JEL: D81 C78
    Date: 2021–02–25
  6. By: Hakimov, Rustamdjan (University of Lausanne and WZB Berlin); Kübler, Dorothea (WZB Berlin and TU Berlin); Pan, Siqi (University of Melbourne)
    Abstract: Every year during school and college admissions, students and their parents devote considerable time and effort to acquiring costly information about their own preferences. In a market where students are ranked by universities based on exam scores, we explore ways to reduce wasteful information acquisition that is, to help students avoid acquiring information about their out-of-reach schools or universities using a market design approach. We find that, both theoretically and experimentally, a sequential serial dictatorship mechanism leads to less wasteful information acquisition and higher student welfare than a direct serial dictatorship mechanism. This is because the sequential mechanism informs students about which universities are willing to admit them, thereby directing their search. Additionally, our experiments show that the sequential mechanism has behavioral advantages because subjects deviate from the optimal search strategy less frequently under the sequential than under the direct mechanism. We also investigate the effects of providing historical cutoff scores under the direct mechanism. We find that the cutoff provision can increase student welfare, especially when the information costs are high, although the effect is weaker than that of a sequential mechanism.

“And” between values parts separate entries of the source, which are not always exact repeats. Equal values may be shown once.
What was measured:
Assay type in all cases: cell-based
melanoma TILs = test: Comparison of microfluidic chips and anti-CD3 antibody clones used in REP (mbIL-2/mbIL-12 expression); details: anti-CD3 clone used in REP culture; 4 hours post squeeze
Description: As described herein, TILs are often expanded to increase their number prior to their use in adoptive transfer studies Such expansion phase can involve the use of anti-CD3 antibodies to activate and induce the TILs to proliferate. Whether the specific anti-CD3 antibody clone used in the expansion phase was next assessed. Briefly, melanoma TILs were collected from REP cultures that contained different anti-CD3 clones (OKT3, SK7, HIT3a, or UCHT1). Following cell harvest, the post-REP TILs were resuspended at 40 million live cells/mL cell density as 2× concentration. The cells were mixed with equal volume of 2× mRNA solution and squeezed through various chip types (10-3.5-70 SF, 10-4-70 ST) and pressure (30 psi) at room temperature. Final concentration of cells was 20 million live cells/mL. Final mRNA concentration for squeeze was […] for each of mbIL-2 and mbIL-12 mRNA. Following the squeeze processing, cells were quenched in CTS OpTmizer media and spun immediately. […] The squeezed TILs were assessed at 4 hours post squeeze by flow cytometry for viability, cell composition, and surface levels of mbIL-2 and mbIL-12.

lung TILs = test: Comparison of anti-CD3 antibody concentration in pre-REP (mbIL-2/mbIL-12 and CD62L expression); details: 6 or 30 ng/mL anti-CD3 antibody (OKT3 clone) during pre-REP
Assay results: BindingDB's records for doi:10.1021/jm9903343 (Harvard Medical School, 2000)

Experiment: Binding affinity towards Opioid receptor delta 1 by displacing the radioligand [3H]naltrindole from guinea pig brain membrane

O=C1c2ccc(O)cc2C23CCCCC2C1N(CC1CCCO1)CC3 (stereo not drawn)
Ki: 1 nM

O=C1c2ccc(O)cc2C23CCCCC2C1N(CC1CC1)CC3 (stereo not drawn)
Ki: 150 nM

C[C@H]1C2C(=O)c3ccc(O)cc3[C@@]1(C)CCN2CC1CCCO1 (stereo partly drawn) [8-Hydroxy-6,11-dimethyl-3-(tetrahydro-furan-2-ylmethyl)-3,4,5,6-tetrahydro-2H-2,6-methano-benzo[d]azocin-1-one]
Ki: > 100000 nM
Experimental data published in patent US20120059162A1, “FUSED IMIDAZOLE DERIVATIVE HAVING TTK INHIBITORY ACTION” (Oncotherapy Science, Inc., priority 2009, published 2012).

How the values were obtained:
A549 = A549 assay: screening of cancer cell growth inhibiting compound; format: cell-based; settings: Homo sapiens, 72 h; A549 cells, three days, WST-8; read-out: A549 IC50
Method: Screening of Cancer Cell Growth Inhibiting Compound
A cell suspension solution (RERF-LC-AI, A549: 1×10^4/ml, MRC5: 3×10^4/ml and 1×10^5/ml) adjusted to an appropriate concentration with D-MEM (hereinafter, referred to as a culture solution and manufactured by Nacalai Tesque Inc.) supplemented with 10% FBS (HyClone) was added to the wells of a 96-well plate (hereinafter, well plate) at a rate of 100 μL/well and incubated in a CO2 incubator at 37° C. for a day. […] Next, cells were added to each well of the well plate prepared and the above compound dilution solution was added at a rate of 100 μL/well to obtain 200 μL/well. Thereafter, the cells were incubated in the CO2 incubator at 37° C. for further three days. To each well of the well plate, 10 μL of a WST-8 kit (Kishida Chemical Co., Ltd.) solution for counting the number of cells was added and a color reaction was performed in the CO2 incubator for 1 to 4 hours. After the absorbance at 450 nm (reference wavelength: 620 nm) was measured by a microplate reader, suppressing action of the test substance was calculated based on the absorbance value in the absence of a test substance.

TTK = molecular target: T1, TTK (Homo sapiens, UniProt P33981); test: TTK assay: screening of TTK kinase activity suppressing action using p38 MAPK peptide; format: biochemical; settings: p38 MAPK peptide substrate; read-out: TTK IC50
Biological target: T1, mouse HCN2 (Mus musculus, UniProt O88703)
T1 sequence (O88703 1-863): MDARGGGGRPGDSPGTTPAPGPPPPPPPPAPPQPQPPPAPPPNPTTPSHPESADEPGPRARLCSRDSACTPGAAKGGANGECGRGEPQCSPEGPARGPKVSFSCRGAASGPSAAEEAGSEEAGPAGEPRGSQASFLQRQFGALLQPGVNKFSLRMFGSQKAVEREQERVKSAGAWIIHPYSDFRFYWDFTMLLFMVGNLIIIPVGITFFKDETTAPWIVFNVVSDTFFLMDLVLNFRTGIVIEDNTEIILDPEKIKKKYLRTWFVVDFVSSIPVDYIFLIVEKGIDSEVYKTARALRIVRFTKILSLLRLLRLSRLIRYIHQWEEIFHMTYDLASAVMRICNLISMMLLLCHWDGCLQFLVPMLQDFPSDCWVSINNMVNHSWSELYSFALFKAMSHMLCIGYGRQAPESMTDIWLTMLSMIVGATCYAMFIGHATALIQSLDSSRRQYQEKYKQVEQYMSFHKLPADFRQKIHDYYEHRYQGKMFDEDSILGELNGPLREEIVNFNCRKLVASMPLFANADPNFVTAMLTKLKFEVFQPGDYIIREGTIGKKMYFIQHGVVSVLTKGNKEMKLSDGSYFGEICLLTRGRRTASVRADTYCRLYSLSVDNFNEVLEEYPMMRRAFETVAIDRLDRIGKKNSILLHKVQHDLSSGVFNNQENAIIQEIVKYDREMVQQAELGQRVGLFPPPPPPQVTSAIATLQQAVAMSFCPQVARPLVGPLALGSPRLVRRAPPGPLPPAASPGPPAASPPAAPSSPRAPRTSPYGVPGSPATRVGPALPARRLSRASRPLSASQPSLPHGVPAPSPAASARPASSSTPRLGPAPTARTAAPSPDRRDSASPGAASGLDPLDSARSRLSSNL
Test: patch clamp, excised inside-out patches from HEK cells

Keywords: matching market; deferred acceptance; information acquisition; game theory; lab experiment;
    JEL: C92 D47
    Date: 2021–02–26
  7. By: Bettina Klaus; Claudio Meo